Albie Hay’s review published on Letterboxd:
High and Low is basically Kurosawa's Hitchcock moment, and that has its positive and negative aspects. It's Kurosawa, so the implication is what we're getting is going to be impressive and absorbing. Despite this, there are certain things that could do with a little burnishing.
Toshiro Mifune gives a cracking performance as a businessman who, when his chauffeur's son is kidnapped, is torn between paying the ransom - which will see him lose his fortune - and not doing so - which may well result in the boy being killed. However, for my money, Tatsuya Nakadai deserves top acting honours for his meticulous portrayal of the police detective assigned to the case; Nakadai demonstrates an incredible ease and subtlety in handling what could have been a very perfunctory, underwritten role. However, Kurosawa and his co-screenwriters understand how much of the story hinges on the character.
Aside from the impeccable performances, Kurosawa keeps a consistently steady grasp on the drama, guiding it through from scene to extended scene. The camera moves gracefully and the composition of the widescreen frame feels wonderfully meaningful. Something else he manages well is the pacing - the story just never lets up. This is both a blessing and a curse, however. This stands in clear contrast to films like Ran and Ikiru in the way it's simply crammed with dialogue and events. We're never given time to breathe, and, while the film is steered into pretty dark territory, the only room for reflection comes at the end. Besides, the film becomes pretty conventional once the focus shifts away from Mifune's character and onto the police procedural side of the narrative; the dilemma he faces in the first half, or some form of it, should have been sustained throughout so as to keep that human element present. The ending, while affecting, does come across as an afterthought.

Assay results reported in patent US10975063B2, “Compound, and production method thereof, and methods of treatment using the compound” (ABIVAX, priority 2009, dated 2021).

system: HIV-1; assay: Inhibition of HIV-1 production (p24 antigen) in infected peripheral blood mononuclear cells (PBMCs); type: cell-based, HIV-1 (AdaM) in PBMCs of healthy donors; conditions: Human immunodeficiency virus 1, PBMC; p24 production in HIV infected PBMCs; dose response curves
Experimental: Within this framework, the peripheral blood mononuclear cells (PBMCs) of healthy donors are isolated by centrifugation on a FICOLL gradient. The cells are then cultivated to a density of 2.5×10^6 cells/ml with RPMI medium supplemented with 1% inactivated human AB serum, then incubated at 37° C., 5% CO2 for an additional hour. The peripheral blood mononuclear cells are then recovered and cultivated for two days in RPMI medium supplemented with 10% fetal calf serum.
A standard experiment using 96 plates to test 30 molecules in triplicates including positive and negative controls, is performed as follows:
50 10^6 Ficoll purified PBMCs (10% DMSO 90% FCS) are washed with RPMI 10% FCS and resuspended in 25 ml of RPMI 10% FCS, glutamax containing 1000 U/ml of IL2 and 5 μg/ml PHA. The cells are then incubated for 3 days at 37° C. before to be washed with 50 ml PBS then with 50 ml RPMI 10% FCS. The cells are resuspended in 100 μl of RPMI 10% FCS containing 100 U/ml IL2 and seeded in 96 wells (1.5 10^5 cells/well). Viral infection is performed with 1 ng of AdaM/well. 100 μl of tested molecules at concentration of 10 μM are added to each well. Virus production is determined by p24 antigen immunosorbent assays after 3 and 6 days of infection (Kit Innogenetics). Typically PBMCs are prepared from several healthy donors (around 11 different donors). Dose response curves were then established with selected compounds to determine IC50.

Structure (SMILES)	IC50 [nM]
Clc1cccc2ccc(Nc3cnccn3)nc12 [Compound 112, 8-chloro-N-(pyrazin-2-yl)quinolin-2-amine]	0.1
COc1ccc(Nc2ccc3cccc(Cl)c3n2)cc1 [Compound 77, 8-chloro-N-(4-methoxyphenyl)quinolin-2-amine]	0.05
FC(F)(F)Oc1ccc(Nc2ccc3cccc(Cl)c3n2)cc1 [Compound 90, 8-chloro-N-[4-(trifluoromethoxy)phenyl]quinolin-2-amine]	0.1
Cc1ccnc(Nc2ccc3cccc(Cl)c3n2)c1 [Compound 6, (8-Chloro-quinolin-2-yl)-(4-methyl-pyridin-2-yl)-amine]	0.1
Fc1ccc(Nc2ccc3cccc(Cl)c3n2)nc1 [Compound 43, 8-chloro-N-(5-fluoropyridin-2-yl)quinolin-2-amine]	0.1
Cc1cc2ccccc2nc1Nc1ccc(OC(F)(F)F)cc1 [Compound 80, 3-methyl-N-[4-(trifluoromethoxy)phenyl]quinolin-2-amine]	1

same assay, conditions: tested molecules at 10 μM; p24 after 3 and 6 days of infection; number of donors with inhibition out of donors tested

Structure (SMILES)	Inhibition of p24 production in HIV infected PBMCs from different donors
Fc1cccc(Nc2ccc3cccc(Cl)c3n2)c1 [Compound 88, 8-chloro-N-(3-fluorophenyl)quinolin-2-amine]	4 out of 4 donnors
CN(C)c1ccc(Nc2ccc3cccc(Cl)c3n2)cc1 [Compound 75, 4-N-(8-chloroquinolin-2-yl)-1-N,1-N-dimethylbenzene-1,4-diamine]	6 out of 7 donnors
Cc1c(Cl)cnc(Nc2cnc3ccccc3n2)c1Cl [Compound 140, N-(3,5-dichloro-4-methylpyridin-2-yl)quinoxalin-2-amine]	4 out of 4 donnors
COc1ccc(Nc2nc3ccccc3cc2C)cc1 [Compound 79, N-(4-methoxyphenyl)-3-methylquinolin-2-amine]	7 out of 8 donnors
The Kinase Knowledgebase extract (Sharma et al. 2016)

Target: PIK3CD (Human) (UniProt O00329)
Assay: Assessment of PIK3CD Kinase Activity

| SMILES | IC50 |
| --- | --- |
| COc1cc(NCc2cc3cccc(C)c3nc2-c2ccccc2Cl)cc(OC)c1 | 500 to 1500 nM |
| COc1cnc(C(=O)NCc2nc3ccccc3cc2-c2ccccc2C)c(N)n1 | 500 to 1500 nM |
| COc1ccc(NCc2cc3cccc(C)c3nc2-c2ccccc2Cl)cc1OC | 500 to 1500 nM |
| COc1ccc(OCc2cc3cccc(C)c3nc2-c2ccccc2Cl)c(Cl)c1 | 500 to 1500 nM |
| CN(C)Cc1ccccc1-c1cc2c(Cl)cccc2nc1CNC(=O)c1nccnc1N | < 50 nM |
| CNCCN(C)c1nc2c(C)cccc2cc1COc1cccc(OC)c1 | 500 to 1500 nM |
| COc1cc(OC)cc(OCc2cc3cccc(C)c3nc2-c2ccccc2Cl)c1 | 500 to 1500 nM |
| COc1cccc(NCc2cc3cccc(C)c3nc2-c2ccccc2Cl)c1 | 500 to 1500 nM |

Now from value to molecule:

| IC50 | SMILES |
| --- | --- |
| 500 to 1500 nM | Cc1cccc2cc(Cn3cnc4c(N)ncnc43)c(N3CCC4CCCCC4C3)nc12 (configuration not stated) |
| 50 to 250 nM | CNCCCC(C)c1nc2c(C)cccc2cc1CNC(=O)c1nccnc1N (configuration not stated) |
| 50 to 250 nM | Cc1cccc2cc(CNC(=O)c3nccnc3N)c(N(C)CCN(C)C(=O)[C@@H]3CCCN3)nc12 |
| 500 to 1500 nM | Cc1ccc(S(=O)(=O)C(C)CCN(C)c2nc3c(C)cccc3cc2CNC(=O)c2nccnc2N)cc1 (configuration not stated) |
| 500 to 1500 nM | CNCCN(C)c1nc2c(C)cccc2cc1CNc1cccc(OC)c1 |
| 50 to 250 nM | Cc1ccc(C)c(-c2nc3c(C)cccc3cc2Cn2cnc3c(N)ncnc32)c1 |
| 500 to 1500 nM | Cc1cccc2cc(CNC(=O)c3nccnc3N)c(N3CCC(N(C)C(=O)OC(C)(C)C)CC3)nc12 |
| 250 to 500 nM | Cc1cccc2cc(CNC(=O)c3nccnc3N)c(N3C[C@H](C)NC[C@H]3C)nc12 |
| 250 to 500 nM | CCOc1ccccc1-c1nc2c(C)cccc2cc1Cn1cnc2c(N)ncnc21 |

It's a stifling watch, and definitely towards the lower end of the spectrum in terms of the Kurosawa I've seen, but that's not saying a great deal. High and Low is still an intelligent, precise and well-plotted drama and a strong example of the director coping outside his element.